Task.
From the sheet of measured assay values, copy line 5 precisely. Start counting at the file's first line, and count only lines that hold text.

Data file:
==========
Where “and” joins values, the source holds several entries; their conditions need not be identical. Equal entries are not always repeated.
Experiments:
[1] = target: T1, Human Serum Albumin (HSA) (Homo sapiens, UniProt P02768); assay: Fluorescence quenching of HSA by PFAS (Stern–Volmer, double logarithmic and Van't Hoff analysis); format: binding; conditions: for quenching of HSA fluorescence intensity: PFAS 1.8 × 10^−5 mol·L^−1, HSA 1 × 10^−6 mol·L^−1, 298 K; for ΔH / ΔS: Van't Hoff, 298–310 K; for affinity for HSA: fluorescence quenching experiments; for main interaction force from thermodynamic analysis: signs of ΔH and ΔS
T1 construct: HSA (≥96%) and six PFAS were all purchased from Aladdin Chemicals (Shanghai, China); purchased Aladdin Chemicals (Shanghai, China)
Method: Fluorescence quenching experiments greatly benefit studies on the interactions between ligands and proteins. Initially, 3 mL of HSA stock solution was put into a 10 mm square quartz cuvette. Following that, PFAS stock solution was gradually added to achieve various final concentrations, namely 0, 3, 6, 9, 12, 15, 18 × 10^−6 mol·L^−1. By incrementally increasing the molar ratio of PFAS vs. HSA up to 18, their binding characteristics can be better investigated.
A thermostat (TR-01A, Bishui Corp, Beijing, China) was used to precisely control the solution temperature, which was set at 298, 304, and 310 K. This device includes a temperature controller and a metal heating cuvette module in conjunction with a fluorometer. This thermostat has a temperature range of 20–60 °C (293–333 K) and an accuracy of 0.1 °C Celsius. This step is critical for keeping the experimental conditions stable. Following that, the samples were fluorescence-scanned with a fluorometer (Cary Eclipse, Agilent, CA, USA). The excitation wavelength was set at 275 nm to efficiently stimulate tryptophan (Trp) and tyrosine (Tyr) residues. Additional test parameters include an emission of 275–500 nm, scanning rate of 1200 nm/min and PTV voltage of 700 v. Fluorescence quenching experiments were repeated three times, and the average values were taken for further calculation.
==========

Method: Fluorescence quenching experiments greatly benefit studies on the interactions between ligands and proteins. Initially, 3 mL of HSA stock solution was put into a 10 mm square quartz cuvette. Following that, PFAS stock solution was gradually added to achieve various final concentrations, namely 0, 3, 6, 9, 12, 15, 18 × 10^−6 mol·L^−1. By incrementally increasing the molar ratio of PFAS vs. HSA up to 18, their binding characteristics can be better investigated.